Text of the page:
Unit 18: A nip and a tuck: cosmetic surgery
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This session is all about clauses which give information about nouns. That was one, just there. You'll learn about defining and non-defining relative clauses and the relative pronouns we use with them.
Defining and non-defining relative clauses
Callum and Catherine, who recorded the programme with Finn's help, explore the topic of relative clauses. Did you spot the relative clause in that introduction? Was it defining or non-defining?
Listen to the programme
Hello. Welcome to 6 Minute Grammar with me, Callum.
And me, Catherine. Hello.
In this programme, we’re talking about relative clauses.
Yes, relative clauses add information about the person or thing that you’re talking about. There are two kinds of relative clauses: defining and non-defining.
Let’s begin with defining relative clauses. Here’s Finn with an example:
The man whose phone I found gave me a reward.
Thanks Finn. The clause whose phone I found is a defining relative clause because it identifies which man Finn is talking about. If I ask the question ‘which man’ – the relative clause answers it: the man whose phone I found.
That's right. And relative clauses usually start with a relative pronoun. We use who for people, which for things, that for both people and things and whose where a possessive is needed. Let’s hear another defining relative clause:
I’ve lost the t-shirt that my mother gave me.
How careless of you Finn! Here, the relative clause that my mother gave me tells us which t-shirt Finn is talking about.
I’ve lost the t-shirt that my mother gave me.
Let’s move on to non-defining relative clauses. Here’s an example:
David’s mother, who was born in Mexico, is my sister’s Spanish teacher.
OK. The phrase who was born in Mexico is a non-defining relative clause. It doesn't answer the question ‘which mother?’ because David only has one mother! Instead, the relative clause gives us extra information about David’s mother: she was born in Mexico.
In fact, if we leave the relative clause out entirely, the sentence still makes sense:
David’s mother is my sister’s Spanish teacher.
Now let’s look again at relative pronouns. We can use them to refer to the subject or object of a clause. Finn, who is Daniel Radcliffe?
Daniel Radcliffe is the actor who plays Harry Potter.
In this sentence, the relative pronoun who refers to the subject – Daniel Radcliffe. Daniel Radcliffe plays Harry Potter.
And another question for you Finn. Which sport do you enjoy the most?
Well, football is the sport that I enjoy the most, Catherine.
This time, the pronoun that refers to the object. And you can usually leave out object pronouns, like this:
Football is the sport I enjoy the most.
You’re listening to bbclearningenglish.com.
For non-defining clauses, you can’t leave out the pronoun. Also, non-defining relative clauses can't begin with the word that. Use which instead, like this:
Last year I went to Paris, which is the capital of France.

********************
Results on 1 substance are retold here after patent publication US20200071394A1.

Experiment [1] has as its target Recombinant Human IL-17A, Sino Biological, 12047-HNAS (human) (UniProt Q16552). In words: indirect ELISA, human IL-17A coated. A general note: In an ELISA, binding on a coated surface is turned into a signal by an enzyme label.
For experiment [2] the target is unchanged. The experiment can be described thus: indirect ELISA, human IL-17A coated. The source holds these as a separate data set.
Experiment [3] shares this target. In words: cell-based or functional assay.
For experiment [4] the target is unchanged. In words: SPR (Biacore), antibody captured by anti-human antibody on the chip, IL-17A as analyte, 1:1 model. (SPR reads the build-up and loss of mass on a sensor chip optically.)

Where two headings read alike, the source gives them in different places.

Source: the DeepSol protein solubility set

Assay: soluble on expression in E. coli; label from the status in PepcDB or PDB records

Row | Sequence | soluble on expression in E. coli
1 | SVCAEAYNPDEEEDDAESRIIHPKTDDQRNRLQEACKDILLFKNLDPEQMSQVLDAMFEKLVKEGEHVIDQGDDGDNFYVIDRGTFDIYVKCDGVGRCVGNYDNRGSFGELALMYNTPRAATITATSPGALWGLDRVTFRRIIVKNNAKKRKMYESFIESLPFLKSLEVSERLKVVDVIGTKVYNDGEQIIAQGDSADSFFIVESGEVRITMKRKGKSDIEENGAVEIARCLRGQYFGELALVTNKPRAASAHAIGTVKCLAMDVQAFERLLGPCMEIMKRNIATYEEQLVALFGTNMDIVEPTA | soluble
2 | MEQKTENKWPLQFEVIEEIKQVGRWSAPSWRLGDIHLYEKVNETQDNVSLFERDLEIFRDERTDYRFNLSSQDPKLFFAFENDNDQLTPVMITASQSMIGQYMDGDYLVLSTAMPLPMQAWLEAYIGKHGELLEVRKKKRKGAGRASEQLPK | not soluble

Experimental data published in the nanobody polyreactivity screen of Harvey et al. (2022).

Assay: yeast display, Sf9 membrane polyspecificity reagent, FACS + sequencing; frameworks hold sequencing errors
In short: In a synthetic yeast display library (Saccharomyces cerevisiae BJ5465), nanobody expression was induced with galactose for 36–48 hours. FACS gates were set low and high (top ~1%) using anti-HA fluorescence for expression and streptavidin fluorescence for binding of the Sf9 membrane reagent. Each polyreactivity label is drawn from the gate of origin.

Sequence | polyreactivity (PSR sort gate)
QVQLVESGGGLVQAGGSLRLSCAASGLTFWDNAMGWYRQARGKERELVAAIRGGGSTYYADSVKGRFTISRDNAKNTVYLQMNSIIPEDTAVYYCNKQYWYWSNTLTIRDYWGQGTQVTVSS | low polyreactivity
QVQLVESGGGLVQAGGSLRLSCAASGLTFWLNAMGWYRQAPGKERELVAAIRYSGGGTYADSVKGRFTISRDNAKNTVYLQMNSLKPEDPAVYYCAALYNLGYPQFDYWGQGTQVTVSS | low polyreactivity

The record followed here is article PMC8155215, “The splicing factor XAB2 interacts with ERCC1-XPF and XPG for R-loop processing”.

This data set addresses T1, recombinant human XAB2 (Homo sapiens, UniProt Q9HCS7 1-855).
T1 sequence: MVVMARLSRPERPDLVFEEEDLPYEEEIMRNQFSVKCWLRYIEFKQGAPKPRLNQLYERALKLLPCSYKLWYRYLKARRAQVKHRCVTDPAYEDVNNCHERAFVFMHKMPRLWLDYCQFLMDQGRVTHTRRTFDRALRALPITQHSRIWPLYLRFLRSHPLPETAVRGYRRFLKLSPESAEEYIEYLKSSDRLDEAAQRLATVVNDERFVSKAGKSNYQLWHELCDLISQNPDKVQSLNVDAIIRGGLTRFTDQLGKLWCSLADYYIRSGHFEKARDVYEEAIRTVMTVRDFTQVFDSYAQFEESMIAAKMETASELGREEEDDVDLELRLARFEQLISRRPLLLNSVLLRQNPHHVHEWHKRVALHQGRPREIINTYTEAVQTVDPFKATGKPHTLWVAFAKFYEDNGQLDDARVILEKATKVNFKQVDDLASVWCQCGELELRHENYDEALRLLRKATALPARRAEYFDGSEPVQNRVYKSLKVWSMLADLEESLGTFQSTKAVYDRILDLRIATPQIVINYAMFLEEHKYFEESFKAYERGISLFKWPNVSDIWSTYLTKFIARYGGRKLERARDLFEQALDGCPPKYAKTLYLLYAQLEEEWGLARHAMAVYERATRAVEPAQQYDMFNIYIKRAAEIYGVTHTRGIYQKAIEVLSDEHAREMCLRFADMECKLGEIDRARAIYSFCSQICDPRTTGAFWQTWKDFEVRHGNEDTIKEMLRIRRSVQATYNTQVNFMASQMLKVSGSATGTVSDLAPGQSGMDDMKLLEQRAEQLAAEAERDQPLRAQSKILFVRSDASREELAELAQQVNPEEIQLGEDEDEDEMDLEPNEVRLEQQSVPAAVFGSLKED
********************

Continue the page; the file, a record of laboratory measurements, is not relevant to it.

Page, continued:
The clause which is the capital of France – is giving us extra information. We can leave it out and still understand the sentence:
Last year I went to Paris.
And now it's time for a quiz. Join these sentences together using a defining or non-defining relative clause. Number one. The bus was very late. I took it this morning. The bus was very late. I took it this morning.
The bus that I took this morning was very late. Or you could also say: The bus I took this morning was very late.
You can, very good. Number two: My car needs repairing. I only bought it last month. My car needs repairing. I only bought it last month.
My car, which I only bought last month, needs repairing.
And that was a non-defining relative clause. Number three. David Beckham has over 20 tattoos. He used to play for Manchester United. David Beckham has over 20 tattoos. He used to play for Manchester United.
David Beckham, who used to play for Manchester United, has over 20 tattoos.
Right. And we could also say: David Beckham, who has over 20 tattoos, used to play for Manchester United.
And that’s the end of the quiz. Well done you got them all right. Now for a little tip. In written English, we put commas around non-defining relative clauses. In spoken English, we leave a small pause for each comma. Listen to this example:
My sister, who works in Nairobi, is a doctor.
The pauses tell us that this is a non-defining relative clause, which means Finn has only one sister, so he doesn’t need to define her.
My uncle who works in Athens is a dentist.
And this time, there’s no pause, which means it’s a defining relative clause. Finn is defining which uncle he is talking about, so he probably has more than one uncle.
Thanks Finn. So that’s defining and non-defining relative clauses. They start with a relative pronoun and give additional information about the person or thing that you’re talking about.
There’s more about this on our website at bbclearningenglish.com. Join us again for more 6 Minute Grammar.
End of Session 2
That's all for this session. We hope you enjoyed it. Join us in Session 3 to read about the history of plastic surgery.
Defining relative clauses
These relative clauses give the information that directly identifies what is being talked about.
The house that we were thinking of buying has been sold.
We need to fix the window that I broke.
The girl who was hit by the bikewasn't seriously hurt.
Without the relative clause the sentences wouldn't be complete and we wouldn't know what was being talked about.
Non-defining relative clauses
These relative clauses, which add more information about nouns, do not identify the noun being talked about.
My car, which I've had since I was a teenager, was stolen last night.
She gave me her number, which I wrote on a piece of paper.
His dad, who is 78, goes for a 5 mile walk everyday.
Without the relative clause the sentences are still complete and we know what is being talked about.